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Summary: Think about how we would describe Jesus, based on what we know. All we have are snapshots of His life, not a full biography. Who is Jesus Christ?

One day a little girl was drawing a picture, and even skipped recess because she was so focused upon it. Her teacher asked what she was doing and she said she was drawing a picture of God. “Oh honey, you can’t do that...no one knows what God looks like.” She held up the picture and said, “They do now!”

Does an image of Jesus Christ exist? If so, where is it and how did it come about. Do we know how tall Jesus was, the color of His skin, or the color of His eyes? Do we know about His physical attributes? Was He weather beaten from being in the sunshine day after day after day? The climate in and around the Sea of Galilee and the city of Jerusalem is much like San Diego when it’s mild. In the summertime, the temperature can climb much higher.

Was Jesus muscular, slight, thin, heavy? Did He have a beard and mustache? How did the painted images of Jesus Christ come about?

Throughout scripture, nowhere are we given a physical description of Jesus. Historical accounts never once mention how He appeared, just that He did, in a powerful way.

Do we need to know what someone looks like to know who they are? Human nature thinks so. When we are asked to describe someone, the first description will be physical. If we are asked to describe anything, our first description is physical. But the physical is secondary. How would someone describe you? I would hope people would say that I was compassionate, loving – unconditionally, kind, respectful, Christ-like, patient, forgiving, a good listener, a good heart. I really don’t care about what my physical description would be.

It’s not what you know, it’s Who you know.

The text this morning is a simple one, from the Gospel of Matthew, early on in Jesus’ ministry on earth. Matthew writes in chapter 4, verses 23-25: “Jesus was going throughout all of Galilee, teaching in their synagogues, and proclaiming the Gospel of the Kingdom, and healing every kind of disease and every kind of sickness among the people. The news about Him spread throughout all Syria (to the north) and they brought to Him all who were ill, those suffering with various diseases, and pains, those possessed by demons, epileptics, paralytics and He healed them. Large crowds followed Him from Galilee and the Decapolis (10 Hellenized Greek cities south of Galilee) and Jerusalem and Judea and from beyond the Jordan River.” These 2 verses sum up the main aspects of Christ’s public ministry. Teaching, proclaiming the Gospel and healing.”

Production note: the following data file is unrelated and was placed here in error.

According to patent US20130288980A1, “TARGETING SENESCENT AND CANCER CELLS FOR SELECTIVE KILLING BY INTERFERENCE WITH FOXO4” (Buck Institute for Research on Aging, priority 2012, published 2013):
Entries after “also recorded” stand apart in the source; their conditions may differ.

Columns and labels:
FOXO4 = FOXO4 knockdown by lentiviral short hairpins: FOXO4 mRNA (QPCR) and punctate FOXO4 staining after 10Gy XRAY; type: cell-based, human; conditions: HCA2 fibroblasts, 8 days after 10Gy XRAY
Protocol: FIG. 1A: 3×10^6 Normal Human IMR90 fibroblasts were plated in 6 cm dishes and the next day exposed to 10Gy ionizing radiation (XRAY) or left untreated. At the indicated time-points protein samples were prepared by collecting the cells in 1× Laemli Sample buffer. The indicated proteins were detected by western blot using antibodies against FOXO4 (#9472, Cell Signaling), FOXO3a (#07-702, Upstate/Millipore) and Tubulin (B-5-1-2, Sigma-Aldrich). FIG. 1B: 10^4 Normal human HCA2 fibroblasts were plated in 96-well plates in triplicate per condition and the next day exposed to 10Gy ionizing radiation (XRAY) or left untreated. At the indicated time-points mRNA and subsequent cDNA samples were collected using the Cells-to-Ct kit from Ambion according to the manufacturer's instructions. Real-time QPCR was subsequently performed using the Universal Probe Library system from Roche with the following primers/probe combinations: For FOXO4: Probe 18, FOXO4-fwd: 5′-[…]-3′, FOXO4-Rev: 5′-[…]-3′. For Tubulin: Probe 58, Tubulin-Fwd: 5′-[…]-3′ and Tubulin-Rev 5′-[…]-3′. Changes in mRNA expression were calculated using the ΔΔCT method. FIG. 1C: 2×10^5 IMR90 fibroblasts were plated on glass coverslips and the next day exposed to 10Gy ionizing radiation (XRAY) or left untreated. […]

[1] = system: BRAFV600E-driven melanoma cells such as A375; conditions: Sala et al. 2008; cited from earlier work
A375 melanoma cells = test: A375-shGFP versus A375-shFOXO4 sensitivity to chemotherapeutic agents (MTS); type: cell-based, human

Think about how we would describe Jesus, based on what we know? We discussed last week that Jesus could have easily blended in a crowd, or He could have stood out from all men during His time. Remember, when Jesus was betrayed and sold for thirty pieces of silver, Jesus had to be identified first. Matthew gives us the account. “That last night, while Jesus was speaking to His disciples in the Garden of Gethsemane, Judas came up accompanied by a large crowd with swords and clubs saying, Whomever I kiss, He is the one, seize Him.”

How often had these soldiers seen Him before, but they still needed to make sure they were arresting the right person.

So who was this Jesus?

He was an immensely popular teacher despite His unassuming nature and ordinary looks. The places He taught could scarcely hold the tightly packed multitudes that mobbed Him everywhere He went. The Gospel writer Luke records our first encounter with Jesus as a young man. At thirteen, a Jewish boy was called a bar mitzvah, a “son of the commandment.” In preparation for His thirteenth Birthday, Jesus might have undergone a rigorous program of instruction and preparation for this passage into manhood. But the modern bar mitzvah ceremony and celebration evolved from Jewish customs in the Middle Ages, so we can only speculate as to what first century Jews did. Regardless, one year prior to officially becoming a man, Jesus accompanied His family’s caravan to the Holy City of Jerusalem to celebrate the Passover feast and the Feast of Unleavened Bread. These back to back celebrations spanned eight days, a time taken together as the Passover.

After the celebration came to a close, Joseph and Mary began the seventy mile journey north to Galilee along with hundreds of other pilgrims, including dozens of friends and extended relatives. Perhaps thinking Jesus had joined His cousins farther back, the couple discovered only later that He was not in their number at all. Immediately, Joseph and Mary turned again for Jerusalem and retraced their steps. After three days of searching, they finally found Jesus in the Temple, surrounded by the nation’s foremost experts on Jewish law.

Luke writes, “Then, after three days they found Him in the Temple, sitting in the midst of the teachers, both listening to them and asking them questions. And all who heard were amazed at His understanding and His answers.”

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